BACKGROUND - Coronary plaque progression and instability are associated with expansive remodeling of the arterial wall. However, the remodeling response during plaque-stabilizing therapy and its relationship to markers of lipid metabolism and inflammation are incompletely understood. METHODS AND RESULTS - Serial intravascular ultrasound (IVUS) data from the Reversal of Atherosclerosis with Aggressive Lipid Lowering Therapy (REVERSAL) trial were obtained during 18 months of intensive versus moderate lipid-lowering therapy. In a subgroup of 210 patients, focal coronary lesions with mild luminal narrowing were identified. Lumen area, external elastic membrane (EEM) area, and plaque area were determined at the lesion and proximal reference sites at baseline and during follow-up. The remodeling ratio (RR) was calculated by dividing the lesion EEM area by the reference EEM area. The relationship between the change in remodeling, change in plaque area, lipid profile, and inflammatory markers was examined. At the lesion site, a progression in plaque area (8.9±25.7%) and a decrease in the RR (-3.0±11.2%) occurred during follow-up. In multivariable analyses, the percentage change in plaque area (P<0.0001), baseline RR (P<0.0001), baseline lesion lumen area (0.019), logarithmic value of the change in high-sensitivity C-reactive protein (P=0.027), and hypertension at baseline (P=0.014) showed a significant, direct relation with the RR at follow-up. Lesion location in the right coronary artery (P=0.006), percentage change in triglyceride levels (P=0.049), and age (P=0.037) demonstrated a significant, inverse relation with the RR at follow-up. Changes in LDL cholesterol, HDL cholesterol, and treatment group demonstrated no significant associations. CONCLUSIONS - Constrictive remodeling of the arterial wall was observed during plaque-stabilizing therapy with statin medications and appears related to their antiinflammatory effects.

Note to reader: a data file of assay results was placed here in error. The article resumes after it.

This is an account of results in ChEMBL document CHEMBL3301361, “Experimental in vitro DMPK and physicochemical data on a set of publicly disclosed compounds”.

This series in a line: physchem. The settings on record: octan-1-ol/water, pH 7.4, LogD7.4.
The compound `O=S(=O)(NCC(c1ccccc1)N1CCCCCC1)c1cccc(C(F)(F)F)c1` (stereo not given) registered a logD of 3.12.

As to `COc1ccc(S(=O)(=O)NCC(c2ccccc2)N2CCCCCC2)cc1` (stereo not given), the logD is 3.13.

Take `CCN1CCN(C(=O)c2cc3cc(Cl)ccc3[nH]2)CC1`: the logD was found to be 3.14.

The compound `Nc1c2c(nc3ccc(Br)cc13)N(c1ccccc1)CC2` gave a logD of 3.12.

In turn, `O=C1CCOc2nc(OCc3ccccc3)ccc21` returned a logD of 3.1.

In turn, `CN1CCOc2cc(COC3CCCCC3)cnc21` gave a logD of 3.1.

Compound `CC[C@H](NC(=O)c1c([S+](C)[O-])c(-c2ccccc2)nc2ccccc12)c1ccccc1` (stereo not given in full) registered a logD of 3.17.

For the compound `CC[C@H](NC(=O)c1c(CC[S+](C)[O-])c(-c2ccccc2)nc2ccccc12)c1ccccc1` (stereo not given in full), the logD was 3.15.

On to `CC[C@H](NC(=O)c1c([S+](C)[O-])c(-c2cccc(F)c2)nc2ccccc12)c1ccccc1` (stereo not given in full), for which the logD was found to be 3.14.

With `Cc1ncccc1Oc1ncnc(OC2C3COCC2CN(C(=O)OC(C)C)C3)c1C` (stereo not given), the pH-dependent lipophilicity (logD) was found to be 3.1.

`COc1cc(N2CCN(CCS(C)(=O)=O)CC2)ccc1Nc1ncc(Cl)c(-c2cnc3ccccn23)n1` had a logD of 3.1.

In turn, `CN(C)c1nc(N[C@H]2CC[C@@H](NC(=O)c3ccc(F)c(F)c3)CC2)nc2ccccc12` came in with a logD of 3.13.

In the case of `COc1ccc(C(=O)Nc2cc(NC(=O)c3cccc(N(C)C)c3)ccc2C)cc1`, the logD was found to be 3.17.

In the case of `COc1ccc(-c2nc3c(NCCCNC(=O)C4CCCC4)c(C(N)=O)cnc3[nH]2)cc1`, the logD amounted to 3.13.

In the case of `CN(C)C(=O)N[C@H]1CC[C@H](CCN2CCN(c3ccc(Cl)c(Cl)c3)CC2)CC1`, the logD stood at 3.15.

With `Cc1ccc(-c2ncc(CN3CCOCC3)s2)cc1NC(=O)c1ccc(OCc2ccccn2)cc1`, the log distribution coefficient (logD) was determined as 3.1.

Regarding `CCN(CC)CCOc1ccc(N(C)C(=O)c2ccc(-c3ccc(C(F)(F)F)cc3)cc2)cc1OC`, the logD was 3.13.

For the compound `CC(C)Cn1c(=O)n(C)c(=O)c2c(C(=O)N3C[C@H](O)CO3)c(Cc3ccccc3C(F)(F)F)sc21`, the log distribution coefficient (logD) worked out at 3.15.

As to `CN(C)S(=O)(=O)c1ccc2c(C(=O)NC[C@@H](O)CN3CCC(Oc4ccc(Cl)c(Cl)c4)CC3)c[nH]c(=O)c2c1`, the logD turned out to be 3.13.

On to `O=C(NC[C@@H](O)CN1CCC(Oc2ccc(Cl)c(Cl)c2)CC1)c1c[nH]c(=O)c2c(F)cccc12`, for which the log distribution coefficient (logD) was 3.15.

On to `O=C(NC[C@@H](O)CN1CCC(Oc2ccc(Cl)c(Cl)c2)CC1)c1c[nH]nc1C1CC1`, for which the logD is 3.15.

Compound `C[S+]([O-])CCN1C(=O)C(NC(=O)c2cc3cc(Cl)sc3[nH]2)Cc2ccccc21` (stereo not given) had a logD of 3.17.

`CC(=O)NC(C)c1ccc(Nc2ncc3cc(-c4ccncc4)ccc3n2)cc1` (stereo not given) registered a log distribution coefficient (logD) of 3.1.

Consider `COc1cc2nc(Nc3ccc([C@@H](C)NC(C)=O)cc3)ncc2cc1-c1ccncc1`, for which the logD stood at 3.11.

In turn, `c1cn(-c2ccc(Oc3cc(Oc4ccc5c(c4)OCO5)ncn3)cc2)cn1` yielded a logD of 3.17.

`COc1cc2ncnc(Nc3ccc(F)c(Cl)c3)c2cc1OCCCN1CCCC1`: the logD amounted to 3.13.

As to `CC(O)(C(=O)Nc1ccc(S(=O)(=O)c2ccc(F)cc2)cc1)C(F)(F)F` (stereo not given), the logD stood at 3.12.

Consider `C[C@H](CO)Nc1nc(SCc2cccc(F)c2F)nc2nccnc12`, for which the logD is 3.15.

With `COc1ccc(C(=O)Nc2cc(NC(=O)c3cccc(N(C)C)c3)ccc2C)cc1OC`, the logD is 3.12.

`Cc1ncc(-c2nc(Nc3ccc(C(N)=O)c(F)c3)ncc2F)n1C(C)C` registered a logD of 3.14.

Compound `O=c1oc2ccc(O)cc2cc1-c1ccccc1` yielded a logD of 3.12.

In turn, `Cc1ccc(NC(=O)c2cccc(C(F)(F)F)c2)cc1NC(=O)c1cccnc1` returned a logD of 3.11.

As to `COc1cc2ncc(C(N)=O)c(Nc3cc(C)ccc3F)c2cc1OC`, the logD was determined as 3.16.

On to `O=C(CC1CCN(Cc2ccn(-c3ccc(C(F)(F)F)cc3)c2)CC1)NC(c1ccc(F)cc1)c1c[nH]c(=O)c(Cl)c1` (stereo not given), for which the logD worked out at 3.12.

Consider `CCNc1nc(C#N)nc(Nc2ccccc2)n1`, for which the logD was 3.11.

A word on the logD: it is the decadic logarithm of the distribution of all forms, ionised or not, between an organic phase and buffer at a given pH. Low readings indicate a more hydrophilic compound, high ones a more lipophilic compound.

- Intravascular ultrasonography
ASJC Scopus subject areas
- Cardiology and Cardiovascular Medicine
- Physiology (medical)